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Seventeen island teams competing for a US$1 million first prize. The selection of a Super Team to compete against two still undetermined countries in separate one-off matches for a winner-take-all US$5 million prize in each game. All of that is contained in a US$28 million budget, compiled by Antigua-based Texas billionaire R. Allen Stanford in what the region will soon know as the Stanford 20/20 tournament.
The details of the mega-project were unveiled on Monday at Stanford's Pavilion Restaurant in Antigua, part of the complex that also houses the Sticky Wicket West Indies Hall of Fame. They are all projects of the Texas-born businessman and developer.
The details of Stanford's latest venture were divulged before an audience made up of Caribbean and international media. But speaking on behalf of the Legends-14 of the West Indies' greatest-ever cricketers who will form the Technical Advisory Board for the project-Clive Lloyd summed the whole thing up.
"This is not a tall Texas tale," he said. "As I digested the magnitude of the Stanford multi-million-dollar 20-20 regional cricket tournament over the last 48 hours or so, I must confess that I'm now a true believer."
Lloyd, the West Indies' most successful captain ever and currently an ICC match referee, is joined on the board, to be chaired by former fast bowler Andy Roberts, by a cast that includes the Sirs, Garry Sobers, Everton Weekes, and Vivian Richards, along with Gordon Greenidge, Desmond Haynes, Richie Richardson, Lance Gibbs, Courtney Walsh, Curtly Ambrose and Ian Bishop.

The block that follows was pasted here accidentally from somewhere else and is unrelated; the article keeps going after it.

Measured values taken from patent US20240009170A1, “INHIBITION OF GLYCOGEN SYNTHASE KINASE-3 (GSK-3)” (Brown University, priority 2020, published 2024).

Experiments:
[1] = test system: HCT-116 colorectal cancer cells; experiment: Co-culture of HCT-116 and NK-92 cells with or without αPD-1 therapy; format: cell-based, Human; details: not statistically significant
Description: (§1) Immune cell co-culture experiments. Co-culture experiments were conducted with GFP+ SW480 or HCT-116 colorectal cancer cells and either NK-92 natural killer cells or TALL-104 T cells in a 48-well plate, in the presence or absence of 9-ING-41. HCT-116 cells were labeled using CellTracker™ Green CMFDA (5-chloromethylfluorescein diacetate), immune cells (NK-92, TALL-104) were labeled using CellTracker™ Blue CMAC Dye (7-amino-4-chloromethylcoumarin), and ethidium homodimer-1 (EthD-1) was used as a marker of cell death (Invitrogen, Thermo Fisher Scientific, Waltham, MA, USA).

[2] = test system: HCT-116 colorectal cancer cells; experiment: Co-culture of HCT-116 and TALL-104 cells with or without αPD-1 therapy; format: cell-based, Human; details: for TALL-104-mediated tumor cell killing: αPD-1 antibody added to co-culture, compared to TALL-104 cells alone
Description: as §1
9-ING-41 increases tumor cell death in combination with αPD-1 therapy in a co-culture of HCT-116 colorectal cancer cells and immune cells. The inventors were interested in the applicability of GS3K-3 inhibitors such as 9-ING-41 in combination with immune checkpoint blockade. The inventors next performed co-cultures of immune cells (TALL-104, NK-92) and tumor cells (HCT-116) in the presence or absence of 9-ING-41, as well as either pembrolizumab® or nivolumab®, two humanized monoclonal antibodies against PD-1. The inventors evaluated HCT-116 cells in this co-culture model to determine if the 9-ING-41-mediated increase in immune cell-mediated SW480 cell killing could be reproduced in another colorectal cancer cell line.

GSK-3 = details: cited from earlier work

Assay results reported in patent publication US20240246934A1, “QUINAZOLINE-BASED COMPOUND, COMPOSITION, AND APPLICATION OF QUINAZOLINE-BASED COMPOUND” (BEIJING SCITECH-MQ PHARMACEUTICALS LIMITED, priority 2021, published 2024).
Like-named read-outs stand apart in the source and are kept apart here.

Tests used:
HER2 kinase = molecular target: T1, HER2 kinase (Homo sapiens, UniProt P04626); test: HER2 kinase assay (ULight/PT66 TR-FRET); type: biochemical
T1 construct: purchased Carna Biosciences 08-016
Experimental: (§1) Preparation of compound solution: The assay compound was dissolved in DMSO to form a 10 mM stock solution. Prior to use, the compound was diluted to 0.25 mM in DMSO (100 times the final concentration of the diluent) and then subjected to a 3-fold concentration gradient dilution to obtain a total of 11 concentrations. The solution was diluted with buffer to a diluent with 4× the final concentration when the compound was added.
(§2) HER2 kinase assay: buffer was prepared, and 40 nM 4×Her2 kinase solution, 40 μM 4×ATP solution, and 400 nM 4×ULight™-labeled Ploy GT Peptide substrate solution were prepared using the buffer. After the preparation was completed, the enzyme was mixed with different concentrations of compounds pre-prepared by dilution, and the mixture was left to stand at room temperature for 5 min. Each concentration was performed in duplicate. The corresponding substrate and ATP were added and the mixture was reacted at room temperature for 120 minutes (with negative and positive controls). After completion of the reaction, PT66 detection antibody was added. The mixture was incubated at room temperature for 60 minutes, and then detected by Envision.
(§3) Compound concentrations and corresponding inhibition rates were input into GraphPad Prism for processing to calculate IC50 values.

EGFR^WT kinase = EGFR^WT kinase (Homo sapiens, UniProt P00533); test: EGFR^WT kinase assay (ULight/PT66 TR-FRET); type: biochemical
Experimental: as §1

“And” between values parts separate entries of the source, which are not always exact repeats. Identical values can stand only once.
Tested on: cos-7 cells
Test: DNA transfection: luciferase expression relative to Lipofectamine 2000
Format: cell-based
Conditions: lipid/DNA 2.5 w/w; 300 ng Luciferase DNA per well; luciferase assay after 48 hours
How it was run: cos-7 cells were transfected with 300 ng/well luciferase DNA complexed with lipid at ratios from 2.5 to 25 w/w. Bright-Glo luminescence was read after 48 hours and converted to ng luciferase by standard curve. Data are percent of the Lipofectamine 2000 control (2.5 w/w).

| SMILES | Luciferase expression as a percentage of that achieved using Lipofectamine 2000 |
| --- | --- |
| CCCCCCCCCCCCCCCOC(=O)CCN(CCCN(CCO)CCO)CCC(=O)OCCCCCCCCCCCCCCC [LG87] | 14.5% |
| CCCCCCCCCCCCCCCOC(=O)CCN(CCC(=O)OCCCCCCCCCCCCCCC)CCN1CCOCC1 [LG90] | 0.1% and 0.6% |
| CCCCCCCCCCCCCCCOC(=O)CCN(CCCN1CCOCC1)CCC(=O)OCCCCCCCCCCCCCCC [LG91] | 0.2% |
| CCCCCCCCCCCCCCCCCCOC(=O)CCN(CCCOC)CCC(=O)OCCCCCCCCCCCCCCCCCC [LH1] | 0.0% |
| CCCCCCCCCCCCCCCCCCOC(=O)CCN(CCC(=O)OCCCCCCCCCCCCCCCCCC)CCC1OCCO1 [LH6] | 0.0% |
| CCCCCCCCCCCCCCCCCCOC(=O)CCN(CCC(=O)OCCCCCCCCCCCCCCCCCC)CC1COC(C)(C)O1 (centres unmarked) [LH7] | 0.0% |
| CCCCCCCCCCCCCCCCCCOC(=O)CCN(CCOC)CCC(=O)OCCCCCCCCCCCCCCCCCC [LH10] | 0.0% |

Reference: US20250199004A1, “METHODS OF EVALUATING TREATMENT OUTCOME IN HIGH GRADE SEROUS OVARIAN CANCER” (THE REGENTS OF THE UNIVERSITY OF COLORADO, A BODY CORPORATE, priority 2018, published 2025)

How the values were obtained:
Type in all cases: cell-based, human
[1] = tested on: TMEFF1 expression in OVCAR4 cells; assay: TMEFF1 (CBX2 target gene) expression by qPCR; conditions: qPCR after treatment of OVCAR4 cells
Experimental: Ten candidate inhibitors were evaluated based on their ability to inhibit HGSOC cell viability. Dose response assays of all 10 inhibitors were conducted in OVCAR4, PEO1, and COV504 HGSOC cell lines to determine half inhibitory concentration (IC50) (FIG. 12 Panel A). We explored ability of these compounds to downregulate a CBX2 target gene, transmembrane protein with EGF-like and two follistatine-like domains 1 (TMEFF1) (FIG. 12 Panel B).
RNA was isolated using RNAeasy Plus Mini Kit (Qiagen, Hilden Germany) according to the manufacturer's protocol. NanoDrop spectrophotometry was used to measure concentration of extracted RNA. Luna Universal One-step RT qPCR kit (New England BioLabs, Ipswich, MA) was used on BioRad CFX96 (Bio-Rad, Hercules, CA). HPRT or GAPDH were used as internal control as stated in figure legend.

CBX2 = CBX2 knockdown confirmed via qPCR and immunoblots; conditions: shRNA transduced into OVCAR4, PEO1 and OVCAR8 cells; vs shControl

They will oversee a tournament, which will be the first of its kind in these parts in which all of the islands in the West Indian chain will be involved as separate units - with exception of St Kitts/Nevis.
The tournament is due to be held next August over a five-week period and has been given its blessing, according to Stanford, by the governing West Indies Cricket Board. "Ken [Gordon, WICB president] has assured me that the West Indies Cricket Board will work with us. We are going to work with them to build the best possible athletic product we can in the region."
Stanford said it was time for the private and public sector to "step up to the plate" and commit the necessary financial resources to bring about "some much-needed change in cricket."
Lloyd responded to the Stanford plan by describing it as "Potentially the single greatest private sector investment in cricket since the Kerry Packer revolution 28 years ago."
"Like Kerry Packer," he said, "Allen Stanford has recognised that West Indies cricket at its very best has been undervalued and its greatest ambassadors have long been grossly underpaid. Like Kerry Packer, Allen Stanford is a visionary who is committed to putting his money where his mouth is."
Lloyd, recently unsuccessful in his attempts to become either the new WICB president or the vice-president, noted further about the venture: "Recently, as West Indies cricket has lurched from one crisis to the next, [some] have been prone to say that the regional game is unlike before. I say the patient is indeed ailing, but he is breathing on his own. In his condition, ladies and gentlemen, and precisely at this juncture, this well-conceived Stanford investment initiative, properly administered, is exactly what the doctor has ordered to restore West Indies cricket to its former glory. And coming in 2006, needless to say, it will be essentially preparatory and pivotal for the 2007 Cricket World Cup in the Caribbean."
Having been entrusted with the responsibility, along with his fellow directors, of administering the tournament, Lloyd also gave his new 'boss' this commitment. "We pledge to bring, sir, the very same work ethic, dedication , discipline and astuteness that propelled us as a team to the zenith of international cricket. And be assured, ladies and gentlemen, that in seeing this monumental venture to its fruition, we will demand at all times, high standards, total commitment, and a passion for excellence from every participant in the tournament I can only see good things coming."
Stanford, for his part, was straightforward about his plan. "I view this as the last chance [for West Indies cricket]. That is as blunt as I can put it, the last chance. Politics as they are and bureaucracy as it is, the problems that exist and the confusion that there is we gotta do something."